India has called for adoption of a multi-pronged strategy to fight the global battle against the scourge of human trafficking.
India has called for adoption of a multi-pronged strategy to fight the global battle against the scourge of human trafficking. According to UN Secretary General Antonio Guterres tens of millions of people around the world were victims of forced labour, sexual servitude, recruitment as child soldiers and other forms of exploitation, with such abuse gripping the weakest and most vulnerable.
Additional Secretary Jaideep Govind in his address to the General Assembly yesterday on the appraisal of the ‘Global Plan of Action to Combat Trafficking in Persons’ insisted that the focus needs to be on development issues in the countries of origin and demand for trafficked persons for exploitative purposes in the destination countries. Asserting that the Indian Government has accorded “highest priority” to combating trafficking, the top official from the Ministry of Home Affairs said that despite collective efforts at national, regional and international levels, the battle against the scourge of human trafficking is far from over. “We need to redouble our efforts and adopt a multi- pronged strategy. India stands firmly committed to work with the international community in this battle against trafficking in persons,” Govind said. Stressing that the will to fight human trafficking must be manifested in action, the UN General Assembly President Miroslav Lajcak said the UN has a duty to be a voice for victims.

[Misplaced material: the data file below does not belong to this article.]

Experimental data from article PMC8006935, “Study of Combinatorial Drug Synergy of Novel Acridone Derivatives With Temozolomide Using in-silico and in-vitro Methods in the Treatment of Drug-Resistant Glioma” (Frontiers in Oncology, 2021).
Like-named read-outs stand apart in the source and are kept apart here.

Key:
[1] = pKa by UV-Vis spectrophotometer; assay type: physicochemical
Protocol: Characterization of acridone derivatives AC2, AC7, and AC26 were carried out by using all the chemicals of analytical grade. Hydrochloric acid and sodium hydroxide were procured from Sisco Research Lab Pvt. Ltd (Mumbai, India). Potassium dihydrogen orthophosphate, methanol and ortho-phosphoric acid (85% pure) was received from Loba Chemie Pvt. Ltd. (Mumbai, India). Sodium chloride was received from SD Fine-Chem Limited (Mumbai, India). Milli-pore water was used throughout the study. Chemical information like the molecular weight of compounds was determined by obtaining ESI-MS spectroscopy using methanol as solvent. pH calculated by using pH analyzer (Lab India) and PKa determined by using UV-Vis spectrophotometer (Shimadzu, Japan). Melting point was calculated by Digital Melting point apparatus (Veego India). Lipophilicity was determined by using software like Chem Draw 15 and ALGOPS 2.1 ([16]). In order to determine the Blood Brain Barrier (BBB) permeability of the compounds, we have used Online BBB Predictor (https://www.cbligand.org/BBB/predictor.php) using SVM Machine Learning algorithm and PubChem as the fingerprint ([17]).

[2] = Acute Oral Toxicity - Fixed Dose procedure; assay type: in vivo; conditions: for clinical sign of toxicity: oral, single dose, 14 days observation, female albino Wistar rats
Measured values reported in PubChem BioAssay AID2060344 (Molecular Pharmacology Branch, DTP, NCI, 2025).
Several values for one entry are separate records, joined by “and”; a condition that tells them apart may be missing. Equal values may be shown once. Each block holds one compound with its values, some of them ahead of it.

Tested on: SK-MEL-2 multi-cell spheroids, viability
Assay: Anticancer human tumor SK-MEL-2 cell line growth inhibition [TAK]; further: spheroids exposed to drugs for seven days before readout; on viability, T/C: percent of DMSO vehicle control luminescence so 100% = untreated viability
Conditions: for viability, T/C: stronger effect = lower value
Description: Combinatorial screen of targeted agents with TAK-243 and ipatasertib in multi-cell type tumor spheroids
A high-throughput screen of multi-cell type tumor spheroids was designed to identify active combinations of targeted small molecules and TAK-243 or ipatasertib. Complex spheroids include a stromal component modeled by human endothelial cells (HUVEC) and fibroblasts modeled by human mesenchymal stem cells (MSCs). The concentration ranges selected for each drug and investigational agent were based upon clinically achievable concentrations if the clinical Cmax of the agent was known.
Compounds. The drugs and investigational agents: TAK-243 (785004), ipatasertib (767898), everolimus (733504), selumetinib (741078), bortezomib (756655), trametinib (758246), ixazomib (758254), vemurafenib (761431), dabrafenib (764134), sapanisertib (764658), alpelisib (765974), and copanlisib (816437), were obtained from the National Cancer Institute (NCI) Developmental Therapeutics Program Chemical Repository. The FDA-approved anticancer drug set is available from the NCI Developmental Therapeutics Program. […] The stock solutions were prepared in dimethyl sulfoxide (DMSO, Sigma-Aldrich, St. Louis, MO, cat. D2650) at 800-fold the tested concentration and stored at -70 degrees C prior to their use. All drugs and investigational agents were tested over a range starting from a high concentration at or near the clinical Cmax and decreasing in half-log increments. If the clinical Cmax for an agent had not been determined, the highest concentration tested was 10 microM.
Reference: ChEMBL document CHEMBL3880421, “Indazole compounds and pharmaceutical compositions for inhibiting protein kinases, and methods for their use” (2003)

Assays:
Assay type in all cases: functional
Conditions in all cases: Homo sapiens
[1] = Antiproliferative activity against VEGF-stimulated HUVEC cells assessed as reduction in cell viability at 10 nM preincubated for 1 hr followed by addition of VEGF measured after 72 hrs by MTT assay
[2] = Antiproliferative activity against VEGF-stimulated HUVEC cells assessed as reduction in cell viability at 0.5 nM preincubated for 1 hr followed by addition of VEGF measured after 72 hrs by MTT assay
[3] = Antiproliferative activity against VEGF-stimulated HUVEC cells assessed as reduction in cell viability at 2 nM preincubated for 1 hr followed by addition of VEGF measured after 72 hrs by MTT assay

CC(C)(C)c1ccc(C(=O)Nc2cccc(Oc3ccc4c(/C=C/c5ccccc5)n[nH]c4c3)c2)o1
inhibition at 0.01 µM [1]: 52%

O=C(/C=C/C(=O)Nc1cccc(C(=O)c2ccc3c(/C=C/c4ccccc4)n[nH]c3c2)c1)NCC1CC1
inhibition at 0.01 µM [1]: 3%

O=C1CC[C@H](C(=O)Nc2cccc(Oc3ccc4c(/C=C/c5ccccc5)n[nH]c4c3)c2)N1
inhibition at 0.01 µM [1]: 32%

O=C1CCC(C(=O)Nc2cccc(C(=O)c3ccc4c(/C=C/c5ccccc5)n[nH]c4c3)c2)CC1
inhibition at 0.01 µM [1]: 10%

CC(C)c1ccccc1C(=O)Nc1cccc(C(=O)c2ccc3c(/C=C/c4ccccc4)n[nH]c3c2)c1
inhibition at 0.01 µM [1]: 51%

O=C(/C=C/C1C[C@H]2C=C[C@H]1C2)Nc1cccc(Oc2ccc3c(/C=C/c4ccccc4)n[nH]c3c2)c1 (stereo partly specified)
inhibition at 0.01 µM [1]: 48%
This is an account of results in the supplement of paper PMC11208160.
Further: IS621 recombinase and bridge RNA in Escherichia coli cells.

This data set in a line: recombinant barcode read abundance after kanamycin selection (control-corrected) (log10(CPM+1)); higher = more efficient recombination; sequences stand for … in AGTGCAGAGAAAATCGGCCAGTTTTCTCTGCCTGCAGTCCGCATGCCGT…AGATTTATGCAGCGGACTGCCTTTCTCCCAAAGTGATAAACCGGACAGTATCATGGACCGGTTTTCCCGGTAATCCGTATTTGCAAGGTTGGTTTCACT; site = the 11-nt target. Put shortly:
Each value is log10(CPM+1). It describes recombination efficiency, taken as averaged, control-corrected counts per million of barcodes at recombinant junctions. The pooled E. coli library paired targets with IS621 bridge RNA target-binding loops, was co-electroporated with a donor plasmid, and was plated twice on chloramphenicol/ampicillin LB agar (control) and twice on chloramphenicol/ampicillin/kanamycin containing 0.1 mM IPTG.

For people to live freely and peacefully, they must be free from the threat of trafficking, he added. At the outset, the General Assembly endorsed the “political declaration on the implementation of the United Nations Global Plan of Action to Combat Trafficking in Persons” by consensus. Many speakers described human trafficking as “modern-day slavery.” In addition to representatives from several dozen countries addressing the General Assembly, several survivors of human trafficking recounted painful stories of kidnapping, violence and rape. Govind in his remarks said that India’s anti-trafficking legislative framework is based on the bedrock of the Article 23 of the Constitution which prohibits trafficking and forced labour.
A comprehensive scheme titled ‘Ujjwala’ meaning ‘Bright Future’ has been introduced to facilitate rescue, rehabilitation and reintegration of the trafficked victims. It also facilitates repatriation of cross-border victims to their country of origin, he said. In order to strengthen international cooperation, India has signed the SAARC Convention on Prevention and Combating Trafficking in Women and Children. It has also signed MoUs with Bangladesh in 2015 and with the UAE in January 2017.